In October 2016, London commemorated the 80th anniversary of the historic Battle of Cable Street where up to 200,000 men, women, and children gathered to protest a march through East London led by Oswald Mosley and the British Union of Fascists (BUF). A former member of Parliament known for his public speaking skills, Mosley founded the BUF in 1932, and within two years membership had grown to 50,000. In the years leading up to the Battle of Cable Street, the BUF had developed a reputation for its attacks on Jews and Communists, going so far as to describe Jews as “rats and vermin from the gutter of Whitechapel.”
Posters announcing the 4th October event were distributed in September, and political leaders in the East End petitioned Home Secretary Sir John Simon to ban the march; however, their request was denied. On 2nd October, the Jewish People’s Council presented a second petition with 100,000 signatures to request that the march be banned on the grounds that the “avowed object of the Fascist movement in Great Britain is the incitement of malice and hatred against sections of the population.”
Despite these efforts, the British government allowed the march to proceed as planned and assigned 7,000 members of the police force to accompany it.
In the streets of the East End, Jewish residents (many of whom had fled Tsarist pogroms), Irish dock workers and labourers (many of whom had left famine and poverty in their own country), along with Communists and Labour Party members gathered to demonstrate against Mosley and his Blackshirts. Together, they barricaded streets and blocked the intersection of Whitechapel High Street, which forced the march to reroute via Cable Street where the demonstrators had overturned a brick truck and created barricades, once again blocking the route. In the spirit of Spain’s anti-fascist movement, protesters yelled “No Pasarán! They Shall Not Pass!” The streets became violent as police charged the crowd to clear a path for the marchers, while children were instructed to throw their marbles under the hooves of the police officers’ horses, causing them to stumble and fall. Women emptied chamber pots and debris from above and protested alongside the men in the streets, and demonstrators threw rotten fruit and stones. Records suggest that most of the confrontations occurred between the police and the demonstrators, and not the marchers, with only six Fascists arrested out of a total of the 85, which included some women and juveniles.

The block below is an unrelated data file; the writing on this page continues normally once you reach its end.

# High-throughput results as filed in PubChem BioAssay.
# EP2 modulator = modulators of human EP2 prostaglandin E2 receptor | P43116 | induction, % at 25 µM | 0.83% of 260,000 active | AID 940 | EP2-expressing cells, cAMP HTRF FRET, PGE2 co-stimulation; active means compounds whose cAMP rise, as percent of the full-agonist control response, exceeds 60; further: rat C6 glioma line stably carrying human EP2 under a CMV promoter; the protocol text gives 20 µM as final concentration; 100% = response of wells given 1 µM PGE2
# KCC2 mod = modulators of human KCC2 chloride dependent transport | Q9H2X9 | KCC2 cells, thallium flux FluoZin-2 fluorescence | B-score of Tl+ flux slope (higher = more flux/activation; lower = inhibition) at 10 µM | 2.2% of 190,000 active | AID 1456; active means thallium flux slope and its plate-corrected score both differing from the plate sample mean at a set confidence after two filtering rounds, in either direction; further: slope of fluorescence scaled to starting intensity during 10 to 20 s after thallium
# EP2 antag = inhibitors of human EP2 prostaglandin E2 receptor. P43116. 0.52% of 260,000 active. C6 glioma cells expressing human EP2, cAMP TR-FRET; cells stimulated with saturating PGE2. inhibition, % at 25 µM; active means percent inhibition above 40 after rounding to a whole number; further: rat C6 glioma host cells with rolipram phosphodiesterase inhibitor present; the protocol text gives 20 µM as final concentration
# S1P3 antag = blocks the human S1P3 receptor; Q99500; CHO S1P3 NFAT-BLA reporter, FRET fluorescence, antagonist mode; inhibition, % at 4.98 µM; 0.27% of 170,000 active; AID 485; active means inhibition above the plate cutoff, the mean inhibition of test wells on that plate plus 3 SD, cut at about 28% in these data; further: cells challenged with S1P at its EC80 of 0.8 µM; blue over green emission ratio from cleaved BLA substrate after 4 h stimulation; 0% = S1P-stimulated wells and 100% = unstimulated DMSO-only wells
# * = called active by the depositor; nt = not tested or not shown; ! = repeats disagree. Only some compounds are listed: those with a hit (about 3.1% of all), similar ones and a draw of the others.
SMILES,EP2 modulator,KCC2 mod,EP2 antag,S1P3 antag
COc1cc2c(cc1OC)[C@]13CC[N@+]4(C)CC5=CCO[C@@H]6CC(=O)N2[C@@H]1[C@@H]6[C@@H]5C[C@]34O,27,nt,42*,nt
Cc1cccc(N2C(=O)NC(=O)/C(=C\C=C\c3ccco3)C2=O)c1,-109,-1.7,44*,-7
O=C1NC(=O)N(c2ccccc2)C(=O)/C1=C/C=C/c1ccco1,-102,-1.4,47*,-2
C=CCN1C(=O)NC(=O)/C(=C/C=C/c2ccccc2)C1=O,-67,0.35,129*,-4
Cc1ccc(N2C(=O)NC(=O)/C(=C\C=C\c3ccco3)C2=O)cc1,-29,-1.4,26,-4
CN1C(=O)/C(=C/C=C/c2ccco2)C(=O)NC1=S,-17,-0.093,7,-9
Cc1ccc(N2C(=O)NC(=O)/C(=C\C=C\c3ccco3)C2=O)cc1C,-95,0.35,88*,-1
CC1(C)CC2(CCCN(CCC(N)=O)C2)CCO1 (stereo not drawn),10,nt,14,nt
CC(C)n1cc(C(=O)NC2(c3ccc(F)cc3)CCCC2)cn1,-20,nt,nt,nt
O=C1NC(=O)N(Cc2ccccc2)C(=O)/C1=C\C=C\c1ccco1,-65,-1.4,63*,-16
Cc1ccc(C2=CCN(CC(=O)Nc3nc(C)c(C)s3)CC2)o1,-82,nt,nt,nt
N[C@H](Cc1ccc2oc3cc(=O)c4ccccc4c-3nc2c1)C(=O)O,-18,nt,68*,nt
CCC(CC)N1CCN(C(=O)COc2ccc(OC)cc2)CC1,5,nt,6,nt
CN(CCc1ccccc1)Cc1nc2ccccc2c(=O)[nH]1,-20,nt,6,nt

In the end, anti-fascist demonstrators celebrated as Mosley and the BUF members were forced to turn back.
Some historians today warn against mythologising the Battle of Cable Street. Daniel Tilles, assistant professor of history at the Pedagogical University of Krakow and author of British Fascist Antisemitism and Jewish Responses, 1932-40, explains that while the anti-fascist demonstrators prevented Mosley and the BUF from completing their march, in the wake of the event, interest in the BUF and instances antisemitism actually increased. According to Tilles, “The scenes at Cable Street, widely reported in the press and newsreels, fit perfectly into the narrative the BUF aimed to create—of a Jewish, communist-inspired mob violently denying British patriots the right to march through their own streets.”
By late October 1936, membership in the BUF had increased by 2,000, with many joining East End branches of the organisation.
In March 1937, Tilles notes that the BUF received 18% of the East End vote, and around 30% of the non-Jewish vote, in the three main areas of the Cable Street confrontation between demonstrators, police, and Fascists.
A large mural, with its own tumultuous history that students will learn about in the next lesson, commemorates the Battle of Cable Street and was the scene of a march and rally on 9th October 2016 when participants carried signs reading “1936–2016 Fascists Still Do Not Pass” and “No to Antisemitism, No to Islamophobia, No to All Racism.” London’s East End has undergone a demographic shift since 1936, and now members of its Bengali and South-East Asian communities face similar racist threats and hate crimes, while Britain and Europe experiences a rise in anti-immigration sentiment. There is much to learn from the Battle of Cable Street about the power that individuals and groups wield in the face of intolerant policies and behaviours when they unite against racism and discrimination. Hopefully by engaging with this history, students will think critically about the choices made by the East End community and its allies in 1936 and then consider choices available to them as agents of change in the face of prejudice and discrimination in their schools and communities today.